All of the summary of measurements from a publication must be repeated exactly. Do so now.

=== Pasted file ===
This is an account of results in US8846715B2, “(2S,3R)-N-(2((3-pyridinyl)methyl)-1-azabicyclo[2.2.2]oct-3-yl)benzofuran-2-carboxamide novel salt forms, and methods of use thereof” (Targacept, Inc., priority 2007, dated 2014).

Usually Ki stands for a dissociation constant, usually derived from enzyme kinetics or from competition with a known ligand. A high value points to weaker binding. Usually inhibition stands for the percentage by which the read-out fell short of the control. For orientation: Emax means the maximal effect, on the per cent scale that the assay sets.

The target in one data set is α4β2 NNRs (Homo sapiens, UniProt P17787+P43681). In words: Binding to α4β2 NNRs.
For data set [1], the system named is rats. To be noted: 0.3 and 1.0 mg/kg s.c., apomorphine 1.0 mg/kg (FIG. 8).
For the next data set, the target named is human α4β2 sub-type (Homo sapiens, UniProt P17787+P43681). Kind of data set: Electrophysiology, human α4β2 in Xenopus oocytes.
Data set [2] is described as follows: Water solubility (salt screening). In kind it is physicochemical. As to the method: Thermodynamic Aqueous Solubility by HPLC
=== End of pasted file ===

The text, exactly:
This is an account of results in US8846715B2, “(2S,3R)-N-(2((3-pyridinyl)methyl)-1-azabicyclo[2.2.2]oct-3-yl)benzofuran-2-carboxamide novel salt forms, and methods of use thereof” (Targacept, Inc., priority 2007, dated 2014).

Usually Ki stands for a dissociation constant, usually derived from enzyme kinetics or from competition with a known ligand. A high value points to weaker binding. Usually inhibition stands for the percentage by which the read-out fell short of the control. For orientation: Emax means the maximal effect, on the per cent scale that the assay sets.

The target in one data set is α4β2 NNRs (Homo sapiens, UniProt P17787+P43681). In words: Binding to α4β2 NNRs.
For data set [1], the system named is rats. To be noted: 0.3 and 1.0 mg/kg s.c., apomorphine 1.0 mg/kg (FIG. 8).
For the next data set, the target named is human α4β2 sub-type (Homo sapiens, UniProt P17787+P43681). Kind of data set: Electrophysiology, human α4β2 in Xenopus oocytes.
Data set [2] is described as follows: Water solubility (salt screening). In kind it is physicochemical. As to the method: Thermodynamic Aqueous Solubility by HPLC